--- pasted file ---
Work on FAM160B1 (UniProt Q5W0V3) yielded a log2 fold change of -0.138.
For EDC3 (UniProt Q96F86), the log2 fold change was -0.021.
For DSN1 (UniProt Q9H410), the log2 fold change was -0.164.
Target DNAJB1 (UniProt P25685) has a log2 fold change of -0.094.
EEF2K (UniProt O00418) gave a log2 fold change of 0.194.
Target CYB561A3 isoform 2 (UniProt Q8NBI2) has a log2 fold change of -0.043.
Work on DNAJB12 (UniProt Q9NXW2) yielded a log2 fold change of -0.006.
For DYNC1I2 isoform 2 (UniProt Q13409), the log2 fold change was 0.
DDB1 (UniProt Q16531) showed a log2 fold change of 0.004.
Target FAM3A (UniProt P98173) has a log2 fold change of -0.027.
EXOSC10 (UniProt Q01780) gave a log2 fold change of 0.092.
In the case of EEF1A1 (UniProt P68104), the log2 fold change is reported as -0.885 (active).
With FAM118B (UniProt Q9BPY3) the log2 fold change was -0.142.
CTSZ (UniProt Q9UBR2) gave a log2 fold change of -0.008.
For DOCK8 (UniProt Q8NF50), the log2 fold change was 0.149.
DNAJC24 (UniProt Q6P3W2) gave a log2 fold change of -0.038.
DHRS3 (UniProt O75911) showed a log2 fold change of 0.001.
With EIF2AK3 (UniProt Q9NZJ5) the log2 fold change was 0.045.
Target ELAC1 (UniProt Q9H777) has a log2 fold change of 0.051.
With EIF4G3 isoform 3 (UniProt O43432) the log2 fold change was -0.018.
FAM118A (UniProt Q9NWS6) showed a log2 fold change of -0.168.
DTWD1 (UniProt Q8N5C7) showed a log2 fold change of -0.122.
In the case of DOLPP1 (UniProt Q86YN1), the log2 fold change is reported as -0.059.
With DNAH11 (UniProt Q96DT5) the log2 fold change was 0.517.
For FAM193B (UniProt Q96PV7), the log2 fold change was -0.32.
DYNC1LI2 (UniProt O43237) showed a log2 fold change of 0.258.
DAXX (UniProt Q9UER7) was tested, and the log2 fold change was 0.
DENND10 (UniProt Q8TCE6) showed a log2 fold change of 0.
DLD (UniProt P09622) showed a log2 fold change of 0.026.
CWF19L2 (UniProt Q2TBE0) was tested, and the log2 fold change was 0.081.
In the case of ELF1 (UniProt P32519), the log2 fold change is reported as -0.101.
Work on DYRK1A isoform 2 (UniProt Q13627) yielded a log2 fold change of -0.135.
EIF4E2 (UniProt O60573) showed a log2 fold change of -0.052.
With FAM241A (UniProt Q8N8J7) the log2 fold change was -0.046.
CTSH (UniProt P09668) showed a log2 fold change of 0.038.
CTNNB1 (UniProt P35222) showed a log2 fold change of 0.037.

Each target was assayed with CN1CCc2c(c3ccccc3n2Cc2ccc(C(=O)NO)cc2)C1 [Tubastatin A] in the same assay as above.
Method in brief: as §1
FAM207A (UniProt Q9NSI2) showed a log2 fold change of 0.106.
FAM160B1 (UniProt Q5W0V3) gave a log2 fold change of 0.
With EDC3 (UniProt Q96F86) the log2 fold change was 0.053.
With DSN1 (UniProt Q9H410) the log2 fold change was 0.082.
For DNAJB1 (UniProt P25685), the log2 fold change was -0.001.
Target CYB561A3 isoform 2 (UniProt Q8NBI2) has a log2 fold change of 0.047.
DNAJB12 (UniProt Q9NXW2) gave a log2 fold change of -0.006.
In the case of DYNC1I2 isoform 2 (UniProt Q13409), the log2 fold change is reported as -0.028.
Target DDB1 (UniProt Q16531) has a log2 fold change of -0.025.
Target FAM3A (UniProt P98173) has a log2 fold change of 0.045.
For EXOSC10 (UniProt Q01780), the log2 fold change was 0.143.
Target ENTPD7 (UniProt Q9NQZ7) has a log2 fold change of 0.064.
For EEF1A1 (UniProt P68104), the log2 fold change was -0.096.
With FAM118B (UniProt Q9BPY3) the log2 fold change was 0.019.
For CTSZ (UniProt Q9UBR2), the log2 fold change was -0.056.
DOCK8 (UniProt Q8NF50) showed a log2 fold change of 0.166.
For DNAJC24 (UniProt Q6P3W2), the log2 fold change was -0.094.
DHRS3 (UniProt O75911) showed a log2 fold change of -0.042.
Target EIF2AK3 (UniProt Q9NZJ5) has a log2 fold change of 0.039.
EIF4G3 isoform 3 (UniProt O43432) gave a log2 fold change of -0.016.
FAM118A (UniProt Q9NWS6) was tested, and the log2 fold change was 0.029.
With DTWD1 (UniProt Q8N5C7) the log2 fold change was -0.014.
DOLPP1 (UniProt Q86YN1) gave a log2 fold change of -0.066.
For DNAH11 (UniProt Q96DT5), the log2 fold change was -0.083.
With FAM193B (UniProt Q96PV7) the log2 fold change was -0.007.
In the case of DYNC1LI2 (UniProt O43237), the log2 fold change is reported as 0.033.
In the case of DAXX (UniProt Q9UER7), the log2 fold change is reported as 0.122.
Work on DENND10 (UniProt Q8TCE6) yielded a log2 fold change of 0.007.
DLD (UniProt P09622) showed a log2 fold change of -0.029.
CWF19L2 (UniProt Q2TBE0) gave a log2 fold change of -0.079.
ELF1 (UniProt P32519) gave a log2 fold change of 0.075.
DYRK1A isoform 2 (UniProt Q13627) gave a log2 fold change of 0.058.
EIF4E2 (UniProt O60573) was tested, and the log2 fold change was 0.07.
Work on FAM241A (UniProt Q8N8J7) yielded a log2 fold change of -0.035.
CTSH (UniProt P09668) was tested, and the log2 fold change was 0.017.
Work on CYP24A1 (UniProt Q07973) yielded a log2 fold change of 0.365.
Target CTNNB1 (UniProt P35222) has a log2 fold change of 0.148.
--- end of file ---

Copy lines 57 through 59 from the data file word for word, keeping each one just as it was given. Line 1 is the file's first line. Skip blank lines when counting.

Target EIF2AK3 (UniProt Q9NZJ5) has a log2 fold change of 0.039.
EIF4G3 isoform 3 (UniProt O43432) gave a log2 fold change of -0.016.
FAM118A (UniProt Q9NWS6) was tested, and the log2 fold change was 0.029.